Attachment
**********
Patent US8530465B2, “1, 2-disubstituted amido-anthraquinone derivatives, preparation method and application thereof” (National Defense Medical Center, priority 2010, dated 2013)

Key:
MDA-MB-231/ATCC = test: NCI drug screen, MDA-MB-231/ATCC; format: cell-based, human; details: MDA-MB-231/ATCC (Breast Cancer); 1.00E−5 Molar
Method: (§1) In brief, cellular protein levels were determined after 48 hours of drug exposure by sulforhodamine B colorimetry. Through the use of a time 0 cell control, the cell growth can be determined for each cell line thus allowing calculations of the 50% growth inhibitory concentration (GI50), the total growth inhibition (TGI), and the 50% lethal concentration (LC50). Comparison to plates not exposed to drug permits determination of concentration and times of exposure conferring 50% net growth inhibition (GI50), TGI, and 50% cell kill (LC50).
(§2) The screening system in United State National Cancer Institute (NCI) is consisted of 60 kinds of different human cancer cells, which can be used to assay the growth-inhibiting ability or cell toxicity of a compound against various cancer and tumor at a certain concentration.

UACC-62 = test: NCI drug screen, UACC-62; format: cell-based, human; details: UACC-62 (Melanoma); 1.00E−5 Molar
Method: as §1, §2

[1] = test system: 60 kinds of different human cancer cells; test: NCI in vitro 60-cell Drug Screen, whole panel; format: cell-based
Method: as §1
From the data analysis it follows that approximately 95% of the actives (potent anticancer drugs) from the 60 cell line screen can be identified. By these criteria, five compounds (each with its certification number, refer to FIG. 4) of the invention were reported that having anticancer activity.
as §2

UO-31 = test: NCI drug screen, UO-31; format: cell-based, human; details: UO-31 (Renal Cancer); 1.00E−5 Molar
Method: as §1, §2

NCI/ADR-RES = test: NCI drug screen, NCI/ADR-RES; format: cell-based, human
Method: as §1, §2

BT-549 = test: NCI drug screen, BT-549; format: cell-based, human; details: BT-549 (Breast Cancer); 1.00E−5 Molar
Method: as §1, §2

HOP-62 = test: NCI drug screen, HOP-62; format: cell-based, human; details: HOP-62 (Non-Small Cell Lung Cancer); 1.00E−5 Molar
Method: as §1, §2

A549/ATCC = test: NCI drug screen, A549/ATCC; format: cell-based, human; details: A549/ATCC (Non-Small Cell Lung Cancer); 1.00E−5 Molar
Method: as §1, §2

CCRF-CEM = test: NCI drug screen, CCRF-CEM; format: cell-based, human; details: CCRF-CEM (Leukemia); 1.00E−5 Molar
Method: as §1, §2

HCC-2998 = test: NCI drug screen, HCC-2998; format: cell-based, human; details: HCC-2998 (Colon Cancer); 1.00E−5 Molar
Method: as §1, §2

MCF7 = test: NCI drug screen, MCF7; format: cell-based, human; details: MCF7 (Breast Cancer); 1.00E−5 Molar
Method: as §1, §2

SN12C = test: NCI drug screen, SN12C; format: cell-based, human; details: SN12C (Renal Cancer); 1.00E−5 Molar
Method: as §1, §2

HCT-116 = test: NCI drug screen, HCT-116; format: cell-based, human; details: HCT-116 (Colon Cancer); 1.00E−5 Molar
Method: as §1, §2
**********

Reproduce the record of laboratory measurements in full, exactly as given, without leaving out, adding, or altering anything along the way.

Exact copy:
Patent US8530465B2, “1, 2-disubstituted amido-anthraquinone derivatives, preparation method and application thereof” (National Defense Medical Center, priority 2010, dated 2013)

Key:
MDA-MB-231/ATCC = test: NCI drug screen, MDA-MB-231/ATCC; format: cell-based, human; details: MDA-MB-231/ATCC (Breast Cancer); 1.00E−5 Molar
Method: (§1) In brief, cellular protein levels were determined after 48 hours of drug exposure by sulforhodamine B colorimetry. Through the use of a time 0 cell control, the cell growth can be determined for each cell line thus allowing calculations of the 50% growth inhibitory concentration (GI50), the total growth inhibition (TGI), and the 50% lethal concentration (LC50). Comparison to plates not exposed to drug permits determination of concentration and times of exposure conferring 50% net growth inhibition (GI50), TGI, and 50% cell kill (LC50).
(§2) The screening system in United State National Cancer Institute (NCI) is consisted of 60 kinds of different human cancer cells, which can be used to assay the growth-inhibiting ability or cell toxicity of a compound against various cancer and tumor at a certain concentration.

UACC-62 = test: NCI drug screen, UACC-62; format: cell-based, human; details: UACC-62 (Melanoma); 1.00E−5 Molar
Method: as §1, §2

[1] = test system: 60 kinds of different human cancer cells; test: NCI in vitro 60-cell Drug Screen, whole panel; format: cell-based
Method: as §1
From the data analysis it follows that approximately 95% of the actives (potent anticancer drugs) from the 60 cell line screen can be identified. By these criteria, five compounds (each with its certification number, refer to FIG. 4) of the invention were reported that having anticancer activity.
as §2

UO-31 = test: NCI drug screen, UO-31; format: cell-based, human; details: UO-31 (Renal Cancer); 1.00E−5 Molar
Method: as §1, §2

NCI/ADR-RES = test: NCI drug screen, NCI/ADR-RES; format: cell-based, human
Method: as §1, §2

BT-549 = test: NCI drug screen, BT-549; format: cell-based, human; details: BT-549 (Breast Cancer); 1.00E−5 Molar
Method: as §1, §2

HOP-62 = test: NCI drug screen, HOP-62; format: cell-based, human; details: HOP-62 (Non-Small Cell Lung Cancer); 1.00E−5 Molar
Method: as §1, §2

A549/ATCC = test: NCI drug screen, A549/ATCC; format: cell-based, human; details: A549/ATCC (Non-Small Cell Lung Cancer); 1.00E−5 Molar
Method: as §1, §2

CCRF-CEM = test: NCI drug screen, CCRF-CEM; format: cell-based, human; details: CCRF-CEM (Leukemia); 1.00E−5 Molar
Method: as §1, §2

HCC-2998 = test: NCI drug screen, HCC-2998; format: cell-based, human; details: HCC-2998 (Colon Cancer); 1.00E−5 Molar
Method: as §1, §2

MCF7 = test: NCI drug screen, MCF7; format: cell-based, human; details: MCF7 (Breast Cancer); 1.00E−5 Molar
Method: as §1, §2

SN12C = test: NCI drug screen, SN12C; format: cell-based, human; details: SN12C (Renal Cancer); 1.00E−5 Molar
Method: as §1, §2

HCT-116 = test: NCI drug screen, HCT-116; format: cell-based, human; details: HCT-116 (Colon Cancer); 1.00E−5 Molar
Method: as §1, §2